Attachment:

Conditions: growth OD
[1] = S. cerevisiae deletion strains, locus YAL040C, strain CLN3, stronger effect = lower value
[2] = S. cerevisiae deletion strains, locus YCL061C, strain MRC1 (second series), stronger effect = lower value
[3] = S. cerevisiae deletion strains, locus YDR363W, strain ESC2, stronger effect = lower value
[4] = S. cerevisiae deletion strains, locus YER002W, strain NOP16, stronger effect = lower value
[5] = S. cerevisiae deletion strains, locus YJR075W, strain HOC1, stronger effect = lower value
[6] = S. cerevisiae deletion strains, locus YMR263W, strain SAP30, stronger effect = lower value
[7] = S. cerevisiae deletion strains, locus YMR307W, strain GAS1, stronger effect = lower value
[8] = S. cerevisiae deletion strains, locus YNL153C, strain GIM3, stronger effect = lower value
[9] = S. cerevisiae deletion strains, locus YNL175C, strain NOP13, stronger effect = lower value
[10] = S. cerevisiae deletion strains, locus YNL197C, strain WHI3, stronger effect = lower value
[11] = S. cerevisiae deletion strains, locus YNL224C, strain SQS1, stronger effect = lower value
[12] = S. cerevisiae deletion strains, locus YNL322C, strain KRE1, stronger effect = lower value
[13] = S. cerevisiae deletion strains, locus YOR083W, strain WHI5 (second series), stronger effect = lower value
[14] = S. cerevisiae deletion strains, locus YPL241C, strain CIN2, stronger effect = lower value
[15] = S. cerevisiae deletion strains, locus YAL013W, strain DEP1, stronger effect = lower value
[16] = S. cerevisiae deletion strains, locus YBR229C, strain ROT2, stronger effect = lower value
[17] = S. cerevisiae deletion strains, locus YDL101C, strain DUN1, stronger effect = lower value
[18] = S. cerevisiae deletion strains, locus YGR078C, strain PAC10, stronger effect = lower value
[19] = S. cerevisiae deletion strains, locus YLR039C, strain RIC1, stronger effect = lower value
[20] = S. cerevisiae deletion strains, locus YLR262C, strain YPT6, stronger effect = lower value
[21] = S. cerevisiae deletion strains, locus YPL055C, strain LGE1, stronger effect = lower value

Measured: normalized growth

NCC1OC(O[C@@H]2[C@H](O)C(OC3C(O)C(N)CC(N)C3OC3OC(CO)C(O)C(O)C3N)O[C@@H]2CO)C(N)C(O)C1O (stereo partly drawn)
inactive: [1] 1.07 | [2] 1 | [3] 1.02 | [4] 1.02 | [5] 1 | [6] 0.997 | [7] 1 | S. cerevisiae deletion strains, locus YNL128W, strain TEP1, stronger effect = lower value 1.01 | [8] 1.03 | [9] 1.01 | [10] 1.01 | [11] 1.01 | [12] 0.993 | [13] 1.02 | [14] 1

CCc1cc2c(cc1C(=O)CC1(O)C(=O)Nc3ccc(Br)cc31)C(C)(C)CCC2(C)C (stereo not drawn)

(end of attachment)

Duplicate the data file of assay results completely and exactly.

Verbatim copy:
Conditions: growth OD
[1] = S. cerevisiae deletion strains, locus YAL040C, strain CLN3, stronger effect = lower value
[2] = S. cerevisiae deletion strains, locus YCL061C, strain MRC1 (second series), stronger effect = lower value
[3] = S. cerevisiae deletion strains, locus YDR363W, strain ESC2, stronger effect = lower value
[4] = S. cerevisiae deletion strains, locus YER002W, strain NOP16, stronger effect = lower value
[5] = S. cerevisiae deletion strains, locus YJR075W, strain HOC1, stronger effect = lower value
[6] = S. cerevisiae deletion strains, locus YMR263W, strain SAP30, stronger effect = lower value
[7] = S. cerevisiae deletion strains, locus YMR307W, strain GAS1, stronger effect = lower value
[8] = S. cerevisiae deletion strains, locus YNL153C, strain GIM3, stronger effect = lower value
[9] = S. cerevisiae deletion strains, locus YNL175C, strain NOP13, stronger effect = lower value
[10] = S. cerevisiae deletion strains, locus YNL197C, strain WHI3, stronger effect = lower value
[11] = S. cerevisiae deletion strains, locus YNL224C, strain SQS1, stronger effect = lower value
[12] = S. cerevisiae deletion strains, locus YNL322C, strain KRE1, stronger effect = lower value
[13] = S. cerevisiae deletion strains, locus YOR083W, strain WHI5 (second series), stronger effect = lower value
[14] = S. cerevisiae deletion strains, locus YPL241C, strain CIN2, stronger effect = lower value
[15] = S. cerevisiae deletion strains, locus YAL013W, strain DEP1, stronger effect = lower value
[16] = S. cerevisiae deletion strains, locus YBR229C, strain ROT2, stronger effect = lower value
[17] = S. cerevisiae deletion strains, locus YDL101C, strain DUN1, stronger effect = lower value
[18] = S. cerevisiae deletion strains, locus YGR078C, strain PAC10, stronger effect = lower value
[19] = S. cerevisiae deletion strains, locus YLR039C, strain RIC1, stronger effect = lower value
[20] = S. cerevisiae deletion strains, locus YLR262C, strain YPT6, stronger effect = lower value
[21] = S. cerevisiae deletion strains, locus YPL055C, strain LGE1, stronger effect = lower value

Measured: normalized growth

NCC1OC(O[C@@H]2[C@H](O)C(OC3C(O)C(N)CC(N)C3OC3OC(CO)C(O)C(O)C3N)O[C@@H]2CO)C(N)C(O)C1O (stereo partly drawn)
inactive: [1] 1.07 | [2] 1 | [3] 1.02 | [4] 1.02 | [5] 1 | [6] 0.997 | [7] 1 | S. cerevisiae deletion strains, locus YNL128W, strain TEP1, stronger effect = lower value 1.01 | [8] 1.03 | [9] 1.01 | [10] 1.01 | [11] 1.01 | [12] 0.993 | [13] 1.02 | [14] 1

CCc1cc2c(cc1C(=O)CC1(O)C(=O)Nc3ccc(Br)cc31)C(C)(C)CCC2(C)C (stereo not drawn)